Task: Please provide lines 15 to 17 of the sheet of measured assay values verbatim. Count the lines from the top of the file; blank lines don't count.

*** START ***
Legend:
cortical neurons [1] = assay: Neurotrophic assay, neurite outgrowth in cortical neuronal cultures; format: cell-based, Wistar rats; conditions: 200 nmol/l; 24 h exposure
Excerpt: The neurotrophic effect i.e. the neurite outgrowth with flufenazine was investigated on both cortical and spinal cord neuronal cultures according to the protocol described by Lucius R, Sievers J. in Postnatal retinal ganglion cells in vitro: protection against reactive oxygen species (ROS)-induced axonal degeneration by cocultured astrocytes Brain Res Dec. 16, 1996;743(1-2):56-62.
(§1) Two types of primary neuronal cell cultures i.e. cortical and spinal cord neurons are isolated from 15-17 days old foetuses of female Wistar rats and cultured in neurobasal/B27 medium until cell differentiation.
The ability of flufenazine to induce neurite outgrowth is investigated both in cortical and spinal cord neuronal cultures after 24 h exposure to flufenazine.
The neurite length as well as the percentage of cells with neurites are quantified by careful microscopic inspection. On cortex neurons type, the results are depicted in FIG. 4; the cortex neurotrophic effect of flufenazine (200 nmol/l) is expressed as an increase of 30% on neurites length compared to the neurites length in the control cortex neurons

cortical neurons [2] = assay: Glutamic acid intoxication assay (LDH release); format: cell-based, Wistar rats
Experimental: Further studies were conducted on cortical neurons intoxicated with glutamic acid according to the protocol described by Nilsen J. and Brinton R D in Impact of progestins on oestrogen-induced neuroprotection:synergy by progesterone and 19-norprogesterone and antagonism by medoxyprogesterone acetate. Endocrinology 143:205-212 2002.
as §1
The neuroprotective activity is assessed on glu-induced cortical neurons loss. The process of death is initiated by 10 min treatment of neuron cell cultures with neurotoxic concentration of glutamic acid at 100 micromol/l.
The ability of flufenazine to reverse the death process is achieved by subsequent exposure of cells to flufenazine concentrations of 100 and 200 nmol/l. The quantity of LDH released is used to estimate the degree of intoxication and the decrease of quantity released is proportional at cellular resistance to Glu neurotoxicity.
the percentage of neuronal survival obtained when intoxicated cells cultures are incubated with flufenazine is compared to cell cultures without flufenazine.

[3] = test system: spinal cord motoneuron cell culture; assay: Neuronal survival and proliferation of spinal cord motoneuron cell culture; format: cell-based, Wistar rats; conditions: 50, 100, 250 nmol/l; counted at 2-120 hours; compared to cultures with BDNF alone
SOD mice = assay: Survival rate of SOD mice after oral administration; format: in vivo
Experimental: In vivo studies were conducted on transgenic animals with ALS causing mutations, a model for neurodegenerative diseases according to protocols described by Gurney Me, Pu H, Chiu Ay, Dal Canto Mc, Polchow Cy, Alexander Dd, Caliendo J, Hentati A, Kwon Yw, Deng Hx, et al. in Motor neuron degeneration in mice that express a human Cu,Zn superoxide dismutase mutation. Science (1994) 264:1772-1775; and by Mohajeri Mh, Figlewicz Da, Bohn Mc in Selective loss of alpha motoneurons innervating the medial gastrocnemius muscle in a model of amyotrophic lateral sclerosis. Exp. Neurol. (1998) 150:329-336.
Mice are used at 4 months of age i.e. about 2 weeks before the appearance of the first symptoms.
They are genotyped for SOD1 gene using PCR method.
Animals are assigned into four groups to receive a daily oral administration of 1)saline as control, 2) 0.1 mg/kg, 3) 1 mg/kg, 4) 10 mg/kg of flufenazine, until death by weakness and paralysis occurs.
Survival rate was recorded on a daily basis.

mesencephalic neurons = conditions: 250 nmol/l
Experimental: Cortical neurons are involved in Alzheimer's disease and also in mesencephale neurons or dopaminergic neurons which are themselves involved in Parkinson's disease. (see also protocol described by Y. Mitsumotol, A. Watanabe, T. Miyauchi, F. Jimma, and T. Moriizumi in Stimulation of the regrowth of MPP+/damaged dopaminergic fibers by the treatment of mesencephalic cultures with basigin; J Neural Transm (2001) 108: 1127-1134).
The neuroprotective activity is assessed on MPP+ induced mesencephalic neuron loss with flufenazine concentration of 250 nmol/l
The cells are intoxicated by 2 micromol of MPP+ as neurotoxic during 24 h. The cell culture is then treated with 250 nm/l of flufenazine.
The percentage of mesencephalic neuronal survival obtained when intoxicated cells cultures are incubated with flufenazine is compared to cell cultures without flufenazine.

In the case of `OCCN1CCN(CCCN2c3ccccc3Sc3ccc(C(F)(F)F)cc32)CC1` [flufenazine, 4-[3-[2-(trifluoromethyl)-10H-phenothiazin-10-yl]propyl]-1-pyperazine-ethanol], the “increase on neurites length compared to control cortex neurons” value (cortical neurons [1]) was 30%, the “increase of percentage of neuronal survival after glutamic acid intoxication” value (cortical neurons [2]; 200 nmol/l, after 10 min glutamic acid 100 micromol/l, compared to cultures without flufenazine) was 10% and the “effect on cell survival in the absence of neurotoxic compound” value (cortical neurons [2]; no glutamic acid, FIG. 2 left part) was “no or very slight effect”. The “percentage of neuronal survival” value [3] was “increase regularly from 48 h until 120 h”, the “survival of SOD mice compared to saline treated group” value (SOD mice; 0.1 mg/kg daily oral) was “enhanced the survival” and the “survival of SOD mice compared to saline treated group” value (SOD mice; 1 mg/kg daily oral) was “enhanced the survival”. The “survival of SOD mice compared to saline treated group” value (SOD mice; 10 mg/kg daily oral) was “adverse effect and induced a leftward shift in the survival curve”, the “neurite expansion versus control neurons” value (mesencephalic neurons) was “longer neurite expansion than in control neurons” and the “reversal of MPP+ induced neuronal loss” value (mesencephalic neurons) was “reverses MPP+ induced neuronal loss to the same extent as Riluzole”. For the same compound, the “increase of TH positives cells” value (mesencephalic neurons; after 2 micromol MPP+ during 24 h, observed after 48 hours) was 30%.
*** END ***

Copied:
Experimental: In vivo studies were conducted on transgenic animals with ALS causing mutations, a model for neurodegenerative diseases according to protocols described by Gurney Me, Pu H, Chiu Ay, Dal Canto Mc, Polchow Cy, Alexander Dd, Caliendo J, Hentati A, Kwon Yw, Deng Hx, et al. in Motor neuron degeneration in mice that express a human Cu,Zn superoxide dismutase mutation. Science (1994) 264:1772-1775; and by Mohajeri Mh, Figlewicz Da, Bohn Mc in Selective loss of alpha motoneurons innervating the medial gastrocnemius muscle in a model of amyotrophic lateral sclerosis. Exp. Neurol. (1998) 150:329-336.
Mice are used at 4 months of age i.e. about 2 weeks before the appearance of the first symptoms.
They are genotyped for SOD1 gene using PCR method.